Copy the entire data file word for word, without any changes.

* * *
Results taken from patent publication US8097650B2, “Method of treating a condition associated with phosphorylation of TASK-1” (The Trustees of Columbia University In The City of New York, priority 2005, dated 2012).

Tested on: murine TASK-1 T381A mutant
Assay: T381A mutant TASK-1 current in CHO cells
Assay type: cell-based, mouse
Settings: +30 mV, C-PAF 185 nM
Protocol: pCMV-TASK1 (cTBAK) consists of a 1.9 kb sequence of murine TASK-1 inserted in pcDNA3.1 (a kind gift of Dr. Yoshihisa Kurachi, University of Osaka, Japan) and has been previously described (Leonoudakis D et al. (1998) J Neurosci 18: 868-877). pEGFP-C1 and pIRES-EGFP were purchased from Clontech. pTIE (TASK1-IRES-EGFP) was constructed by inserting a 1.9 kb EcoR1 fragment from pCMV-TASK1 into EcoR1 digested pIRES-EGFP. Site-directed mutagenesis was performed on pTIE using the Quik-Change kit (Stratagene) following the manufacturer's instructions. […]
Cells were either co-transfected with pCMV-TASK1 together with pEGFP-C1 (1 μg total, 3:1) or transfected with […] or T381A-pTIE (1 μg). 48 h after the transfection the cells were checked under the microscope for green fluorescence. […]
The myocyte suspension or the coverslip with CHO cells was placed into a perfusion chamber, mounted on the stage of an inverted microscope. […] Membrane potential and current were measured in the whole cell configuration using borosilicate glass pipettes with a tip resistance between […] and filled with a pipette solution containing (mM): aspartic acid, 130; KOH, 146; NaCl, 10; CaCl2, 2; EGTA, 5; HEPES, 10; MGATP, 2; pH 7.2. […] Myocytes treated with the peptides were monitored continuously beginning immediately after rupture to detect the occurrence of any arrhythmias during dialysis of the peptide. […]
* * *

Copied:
Results taken from patent publication US8097650B2, “Method of treating a condition associated with phosphorylation of TASK-1” (The Trustees of Columbia University In The City of New York, priority 2005, dated 2012).

Tested on: murine TASK-1 T381A mutant
Assay: T381A mutant TASK-1 current in CHO cells
Assay type: cell-based, mouse
Settings: +30 mV, C-PAF 185 nM
Protocol: pCMV-TASK1 (cTBAK) consists of a 1.9 kb sequence of murine TASK-1 inserted in pcDNA3.1 (a kind gift of Dr. Yoshihisa Kurachi, University of Osaka, Japan) and has been previously described (Leonoudakis D et al. (1998) J Neurosci 18: 868-877). pEGFP-C1 and pIRES-EGFP were purchased from Clontech. pTIE (TASK1-IRES-EGFP) was constructed by inserting a 1.9 kb EcoR1 fragment from pCMV-TASK1 into EcoR1 digested pIRES-EGFP. Site-directed mutagenesis was performed on pTIE using the Quik-Change kit (Stratagene) following the manufacturer's instructions. […]
Cells were either co-transfected with pCMV-TASK1 together with pEGFP-C1 (1 μg total, 3:1) or transfected with […] or T381A-pTIE (1 μg). 48 h after the transfection the cells were checked under the microscope for green fluorescence. […]
The myocyte suspension or the coverslip with CHO cells was placed into a perfusion chamber, mounted on the stage of an inverted microscope. […] Membrane potential and current were measured in the whole cell configuration using borosilicate glass pipettes with a tip resistance between […] and filled with a pipette solution containing (mM): aspartic acid, 130; KOH, 146; NaCl, 10; CaCl2, 2; EGTA, 5; HEPES, 10; MGATP, 2; pH 7.2. […] Myocytes treated with the peptides were monitored continuously beginning immediately after rupture to detect the occurrence of any arrhythmias during dialysis of the peptide. […]